As simple and direct the procedure of proving the execution as it seems, it is not that simple after all. More often than not when a witness is called by the party to the proceeding to prove the deed they collude with the opposite party and deny or assert that they cannot recollect the fact. For such contingencies, the evidence act provides the provisions to prove the document through other pieces of evidence.[38]

In cases where a witness cannot be found he may be dead or incapable of giving evidence, under the provisions of section 69 of the IEA, 1872 it is to be proved that the signature on the document is in the handwriting of person by whom the document purports to be executed and also the signature is in the handwriting of the deceased witness.[39] Hence, it will be presumed execution to have been witnessed unless rebutted.

The fate of the transferee or legatee, under any deed or instrument required by the law to be attested, cannot be placed at the mercy of attesting witness. The law enables proof to be effected even if the attesting witness denies the execution of the deed.[40]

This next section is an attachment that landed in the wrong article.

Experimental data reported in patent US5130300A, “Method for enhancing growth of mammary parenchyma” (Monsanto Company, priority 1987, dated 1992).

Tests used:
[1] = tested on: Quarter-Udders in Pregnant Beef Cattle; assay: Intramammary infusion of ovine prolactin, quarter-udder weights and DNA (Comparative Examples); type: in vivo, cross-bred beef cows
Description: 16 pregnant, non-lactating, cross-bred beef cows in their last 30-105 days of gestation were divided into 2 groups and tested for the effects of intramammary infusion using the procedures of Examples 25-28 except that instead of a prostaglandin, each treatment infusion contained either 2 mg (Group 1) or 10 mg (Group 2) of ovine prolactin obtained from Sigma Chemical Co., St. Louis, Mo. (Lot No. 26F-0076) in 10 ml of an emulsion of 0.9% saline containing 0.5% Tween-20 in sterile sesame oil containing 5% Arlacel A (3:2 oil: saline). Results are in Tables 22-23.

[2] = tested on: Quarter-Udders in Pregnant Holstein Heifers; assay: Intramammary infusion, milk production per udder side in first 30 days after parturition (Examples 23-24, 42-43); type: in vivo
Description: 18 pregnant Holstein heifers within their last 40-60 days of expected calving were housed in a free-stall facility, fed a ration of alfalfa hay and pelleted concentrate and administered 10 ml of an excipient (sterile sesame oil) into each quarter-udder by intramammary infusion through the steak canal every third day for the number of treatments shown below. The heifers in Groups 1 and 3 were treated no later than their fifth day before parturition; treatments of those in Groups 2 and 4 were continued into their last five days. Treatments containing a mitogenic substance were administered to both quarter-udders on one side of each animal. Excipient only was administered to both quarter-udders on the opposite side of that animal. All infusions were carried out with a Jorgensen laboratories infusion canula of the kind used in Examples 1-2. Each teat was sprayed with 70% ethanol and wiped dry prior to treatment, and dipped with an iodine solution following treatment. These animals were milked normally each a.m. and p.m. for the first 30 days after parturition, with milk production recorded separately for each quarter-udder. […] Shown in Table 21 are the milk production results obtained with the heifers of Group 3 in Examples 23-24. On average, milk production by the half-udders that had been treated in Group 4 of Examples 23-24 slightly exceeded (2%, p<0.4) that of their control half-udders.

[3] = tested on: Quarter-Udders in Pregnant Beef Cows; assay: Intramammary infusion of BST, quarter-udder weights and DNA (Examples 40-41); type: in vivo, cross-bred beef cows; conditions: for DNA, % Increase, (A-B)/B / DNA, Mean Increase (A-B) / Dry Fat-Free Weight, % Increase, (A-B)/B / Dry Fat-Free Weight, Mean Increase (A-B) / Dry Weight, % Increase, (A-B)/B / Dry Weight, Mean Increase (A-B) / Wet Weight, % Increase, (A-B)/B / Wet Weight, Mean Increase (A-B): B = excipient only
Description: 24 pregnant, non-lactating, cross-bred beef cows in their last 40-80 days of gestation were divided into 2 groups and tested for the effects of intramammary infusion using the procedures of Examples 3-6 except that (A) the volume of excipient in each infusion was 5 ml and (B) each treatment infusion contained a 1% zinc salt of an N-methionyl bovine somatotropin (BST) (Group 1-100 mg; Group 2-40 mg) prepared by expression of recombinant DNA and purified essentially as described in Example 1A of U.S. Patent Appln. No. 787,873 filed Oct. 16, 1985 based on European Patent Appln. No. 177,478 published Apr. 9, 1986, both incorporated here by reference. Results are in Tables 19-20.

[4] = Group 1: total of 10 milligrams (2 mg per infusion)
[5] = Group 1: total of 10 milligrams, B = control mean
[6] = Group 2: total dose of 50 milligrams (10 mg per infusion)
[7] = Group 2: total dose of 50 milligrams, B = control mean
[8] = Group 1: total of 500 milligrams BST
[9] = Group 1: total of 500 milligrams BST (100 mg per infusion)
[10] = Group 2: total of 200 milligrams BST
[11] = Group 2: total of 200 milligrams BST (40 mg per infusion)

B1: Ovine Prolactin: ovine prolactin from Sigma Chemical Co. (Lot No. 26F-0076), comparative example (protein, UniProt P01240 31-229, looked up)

Conclusive Remarks
The provisions Transfer Property Act, 1882 relating to the attestation is surely inspired by the British law, but with the aid of our Indian legislative mind and judicial interpretation, the provisions have a wider application now, with the combination of flexibility and rigidity that it offers. The attestation law provisions which can be found in first in the Transfer property, 1882 under section 3 and the Indian Succession Act, 1925 under section 63(c), there the attestation does not refer to mere putting the signature in the presence of executor instead it requires an intention to attest.